So take a look again at the graph.  The rate of decline on the left side of the graph (2004 through 2006) is as great, or greater than the rate of decline on the right side (2007 through 2009).  The decline in interest in custom motorcycles—to the extent it is indicated by searches on Google—was clearly underway at least three years before the economy crashed, suggesting that something else is at work in addition to economic forces.  I think it is demographics.  Almost every week we see news stories and editorials about the impending sea change in the American culture due to demographic trends.  Much of the focus is on what will happen to the American economy and culture when the Baby Boomers finally wander off toward the grave.  As the largest and most self-indulgent population segment in American history passes on, its buying power will go with it (if it has not already), and its values and fantasies are likely to die as well.  Demographers tell us that by mid-century (just two generations hence) Caucasians will be a minority in America, so it is reasonably predictable that future generations will not be obsessed with Peter Fonda, Steve McQueen, and the myth of the post-war American motorized cowboy.  For future motorcyclists, masculinity may not necessarily be associated with the sound of a big twin.  They may prefer the howl of a four, or—shudder—the hum of an electric motor.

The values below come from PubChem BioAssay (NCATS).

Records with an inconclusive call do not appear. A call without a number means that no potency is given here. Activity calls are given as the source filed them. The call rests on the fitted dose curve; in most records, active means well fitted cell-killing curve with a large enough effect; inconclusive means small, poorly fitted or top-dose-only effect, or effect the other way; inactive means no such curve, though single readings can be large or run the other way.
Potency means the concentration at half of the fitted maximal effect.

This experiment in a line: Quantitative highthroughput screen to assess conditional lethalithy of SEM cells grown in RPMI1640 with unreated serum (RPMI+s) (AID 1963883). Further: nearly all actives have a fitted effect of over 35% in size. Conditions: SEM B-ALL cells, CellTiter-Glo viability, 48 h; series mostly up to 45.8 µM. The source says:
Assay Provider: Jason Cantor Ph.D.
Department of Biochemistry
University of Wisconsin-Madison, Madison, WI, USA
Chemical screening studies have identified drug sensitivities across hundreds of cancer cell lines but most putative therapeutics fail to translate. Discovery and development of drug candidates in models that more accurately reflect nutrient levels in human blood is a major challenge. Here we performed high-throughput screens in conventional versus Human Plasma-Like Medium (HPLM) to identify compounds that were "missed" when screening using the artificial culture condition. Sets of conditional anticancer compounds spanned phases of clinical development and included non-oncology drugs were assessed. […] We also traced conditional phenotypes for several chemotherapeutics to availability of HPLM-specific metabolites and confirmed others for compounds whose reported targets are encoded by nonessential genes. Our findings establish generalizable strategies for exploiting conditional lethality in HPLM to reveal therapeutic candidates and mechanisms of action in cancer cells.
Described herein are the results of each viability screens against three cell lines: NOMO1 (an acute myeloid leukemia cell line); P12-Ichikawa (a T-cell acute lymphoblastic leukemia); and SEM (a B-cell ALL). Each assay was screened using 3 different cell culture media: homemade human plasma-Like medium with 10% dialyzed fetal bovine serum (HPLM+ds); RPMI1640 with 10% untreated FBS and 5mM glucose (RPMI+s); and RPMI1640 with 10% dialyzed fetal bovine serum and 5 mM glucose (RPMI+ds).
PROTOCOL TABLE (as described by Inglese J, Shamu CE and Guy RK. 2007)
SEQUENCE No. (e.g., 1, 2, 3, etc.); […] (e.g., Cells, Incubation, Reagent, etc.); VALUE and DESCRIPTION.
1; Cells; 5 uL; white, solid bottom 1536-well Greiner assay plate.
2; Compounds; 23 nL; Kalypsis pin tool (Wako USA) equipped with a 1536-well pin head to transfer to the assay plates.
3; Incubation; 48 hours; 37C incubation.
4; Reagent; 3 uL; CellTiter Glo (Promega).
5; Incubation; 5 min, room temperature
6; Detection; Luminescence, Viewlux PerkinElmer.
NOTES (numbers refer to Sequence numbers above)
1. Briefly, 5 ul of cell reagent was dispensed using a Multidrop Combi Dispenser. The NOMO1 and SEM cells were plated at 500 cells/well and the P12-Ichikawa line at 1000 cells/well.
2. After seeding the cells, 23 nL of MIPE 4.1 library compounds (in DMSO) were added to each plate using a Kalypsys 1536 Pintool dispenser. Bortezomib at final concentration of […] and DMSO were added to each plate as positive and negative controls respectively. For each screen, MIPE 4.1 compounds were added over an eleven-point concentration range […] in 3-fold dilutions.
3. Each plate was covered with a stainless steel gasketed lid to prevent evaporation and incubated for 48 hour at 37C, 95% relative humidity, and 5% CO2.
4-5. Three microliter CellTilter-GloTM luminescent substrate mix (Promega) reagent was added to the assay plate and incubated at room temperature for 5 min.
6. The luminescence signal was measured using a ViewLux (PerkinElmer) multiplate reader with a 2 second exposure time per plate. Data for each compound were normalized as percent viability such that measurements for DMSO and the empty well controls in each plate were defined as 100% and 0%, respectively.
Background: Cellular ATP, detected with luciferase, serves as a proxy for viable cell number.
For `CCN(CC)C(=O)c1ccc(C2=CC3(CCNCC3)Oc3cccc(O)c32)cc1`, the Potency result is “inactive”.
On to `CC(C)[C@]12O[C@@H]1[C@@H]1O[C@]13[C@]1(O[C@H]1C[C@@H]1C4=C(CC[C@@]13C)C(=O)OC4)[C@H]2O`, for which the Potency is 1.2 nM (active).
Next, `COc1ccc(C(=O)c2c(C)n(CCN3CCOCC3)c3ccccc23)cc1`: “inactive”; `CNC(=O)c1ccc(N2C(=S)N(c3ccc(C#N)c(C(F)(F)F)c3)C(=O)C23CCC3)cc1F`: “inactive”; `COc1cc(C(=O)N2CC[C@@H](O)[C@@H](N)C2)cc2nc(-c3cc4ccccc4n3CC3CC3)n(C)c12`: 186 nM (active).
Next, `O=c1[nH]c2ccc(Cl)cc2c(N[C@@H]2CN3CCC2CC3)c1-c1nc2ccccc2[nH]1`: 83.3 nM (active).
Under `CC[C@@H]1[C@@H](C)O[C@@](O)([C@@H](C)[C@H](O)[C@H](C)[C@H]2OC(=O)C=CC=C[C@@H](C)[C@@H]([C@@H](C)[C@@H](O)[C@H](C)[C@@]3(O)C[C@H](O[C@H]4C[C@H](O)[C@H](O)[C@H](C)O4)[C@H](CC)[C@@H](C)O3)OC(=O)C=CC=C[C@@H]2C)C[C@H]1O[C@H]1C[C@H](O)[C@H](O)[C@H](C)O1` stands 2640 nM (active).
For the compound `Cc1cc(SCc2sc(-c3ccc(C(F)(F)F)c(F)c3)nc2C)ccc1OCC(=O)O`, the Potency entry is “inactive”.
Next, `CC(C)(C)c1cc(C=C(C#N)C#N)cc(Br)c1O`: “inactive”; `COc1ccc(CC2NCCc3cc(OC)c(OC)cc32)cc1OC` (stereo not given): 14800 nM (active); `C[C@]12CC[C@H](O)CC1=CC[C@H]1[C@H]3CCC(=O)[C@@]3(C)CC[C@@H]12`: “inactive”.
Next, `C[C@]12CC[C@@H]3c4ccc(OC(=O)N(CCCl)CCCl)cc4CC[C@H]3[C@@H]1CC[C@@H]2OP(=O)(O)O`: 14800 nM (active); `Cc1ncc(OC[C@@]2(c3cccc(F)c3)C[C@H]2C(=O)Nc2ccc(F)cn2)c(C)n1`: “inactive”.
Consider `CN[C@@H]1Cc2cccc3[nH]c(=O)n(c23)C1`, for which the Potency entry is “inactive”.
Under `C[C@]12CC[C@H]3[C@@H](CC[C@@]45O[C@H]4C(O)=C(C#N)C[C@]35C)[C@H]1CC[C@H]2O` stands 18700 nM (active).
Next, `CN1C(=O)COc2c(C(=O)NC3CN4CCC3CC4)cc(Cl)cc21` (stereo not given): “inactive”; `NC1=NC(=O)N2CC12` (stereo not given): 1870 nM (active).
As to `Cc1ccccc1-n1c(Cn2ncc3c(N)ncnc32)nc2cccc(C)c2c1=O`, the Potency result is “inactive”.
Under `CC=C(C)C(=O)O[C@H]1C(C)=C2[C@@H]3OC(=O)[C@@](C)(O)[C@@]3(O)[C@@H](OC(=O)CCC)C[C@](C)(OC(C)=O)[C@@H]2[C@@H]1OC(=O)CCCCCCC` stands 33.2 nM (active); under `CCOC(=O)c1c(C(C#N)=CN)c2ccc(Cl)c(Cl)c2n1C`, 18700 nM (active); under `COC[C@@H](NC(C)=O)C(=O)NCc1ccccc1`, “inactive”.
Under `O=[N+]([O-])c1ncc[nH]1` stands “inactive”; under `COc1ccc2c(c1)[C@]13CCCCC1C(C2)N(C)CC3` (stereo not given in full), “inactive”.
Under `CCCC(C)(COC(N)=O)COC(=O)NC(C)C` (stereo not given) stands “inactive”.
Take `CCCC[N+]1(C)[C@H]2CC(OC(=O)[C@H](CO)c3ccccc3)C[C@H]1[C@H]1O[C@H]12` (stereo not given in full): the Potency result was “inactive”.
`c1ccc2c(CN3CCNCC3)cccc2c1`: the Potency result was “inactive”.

I also do not believe that the current economic crisis is a bump in the road that our purportedly infallible capitalistic “market forces” will straighten out in short order.  I believe we are in for a long, slow, and grinding decline in standard of living that will be the “correction” required from more than two decades of wild, credit-driven spending.  It is likely that by the time (and if) the economy rights itself, major demographic forces will have taken greater hold, and we may not see the graph pictured above “bounce back,” ever.  Motorcycle buying as a whole may continue to decline, even in an improving economy, and the motorcycles of future buyers are likely to be more like the sport bikes and street fighters that young people buy today.  Whether the great American cruiser, imprinted on us by Willie G’s FX Super Glide in 1971, will prevail remains an unanswered question.  Of course, we'll have to wait for future motohistorians to give us the answer, but I don't expect the motorcycle phenomenon to be what it has been, even after we have clawed our way back to some semblance of prosperity.  But whatever happens to the new motorcycle market, collecting and vintage bike enthusiasm will remain strong, probably even moreso than it is today.